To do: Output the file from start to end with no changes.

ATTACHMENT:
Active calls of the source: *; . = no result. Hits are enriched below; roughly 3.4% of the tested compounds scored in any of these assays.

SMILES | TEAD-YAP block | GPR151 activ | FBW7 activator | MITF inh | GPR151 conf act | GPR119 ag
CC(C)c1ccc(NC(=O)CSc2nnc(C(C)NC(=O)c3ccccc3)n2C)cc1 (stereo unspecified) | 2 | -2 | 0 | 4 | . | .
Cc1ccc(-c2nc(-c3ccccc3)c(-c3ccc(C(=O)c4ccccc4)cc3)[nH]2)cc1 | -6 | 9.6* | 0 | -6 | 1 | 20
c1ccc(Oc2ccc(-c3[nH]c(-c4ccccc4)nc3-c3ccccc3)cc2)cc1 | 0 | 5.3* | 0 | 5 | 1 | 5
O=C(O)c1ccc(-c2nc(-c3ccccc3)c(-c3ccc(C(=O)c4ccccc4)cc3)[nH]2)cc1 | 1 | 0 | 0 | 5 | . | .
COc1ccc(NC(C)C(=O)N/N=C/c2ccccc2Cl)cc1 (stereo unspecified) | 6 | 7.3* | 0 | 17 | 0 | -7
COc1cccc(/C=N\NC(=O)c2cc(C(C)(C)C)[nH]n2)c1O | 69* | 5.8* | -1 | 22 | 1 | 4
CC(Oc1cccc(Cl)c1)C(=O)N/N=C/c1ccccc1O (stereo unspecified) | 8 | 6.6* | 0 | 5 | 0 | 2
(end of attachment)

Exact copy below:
Active calls of the source: *; . = no result. Hits are enriched below; roughly 3.4% of the tested compounds scored in any of these assays.

SMILES | TEAD-YAP block | GPR151 activ | FBW7 activator | MITF inh | GPR151 conf act | GPR119 ag
CC(C)c1ccc(NC(=O)CSc2nnc(C(C)NC(=O)c3ccccc3)n2C)cc1 (stereo unspecified) | 2 | -2 | 0 | 4 | . | .
Cc1ccc(-c2nc(-c3ccccc3)c(-c3ccc(C(=O)c4ccccc4)cc3)[nH]2)cc1 | -6 | 9.6* | 0 | -6 | 1 | 20
c1ccc(Oc2ccc(-c3[nH]c(-c4ccccc4)nc3-c3ccccc3)cc2)cc1 | 0 | 5.3* | 0 | 5 | 1 | 5
O=C(O)c1ccc(-c2nc(-c3ccccc3)c(-c3ccc(C(=O)c4ccccc4)cc3)[nH]2)cc1 | 1 | 0 | 0 | 5 | . | .
COc1ccc(NC(C)C(=O)N/N=C/c2ccccc2Cl)cc1 (stereo unspecified) | 6 | 7.3* | 0 | 17 | 0 | -7
COc1cccc(/C=N\NC(=O)c2cc(C(C)(C)C)[nH]n2)c1O | 69* | 5.8* | -1 | 22 | 1 | 4
CC(Oc1cccc(Cl)c1)C(=O)N/N=C/c1ccccc1O (stereo unspecified) | 8 | 6.6* | 0 | 5 | 0 | 2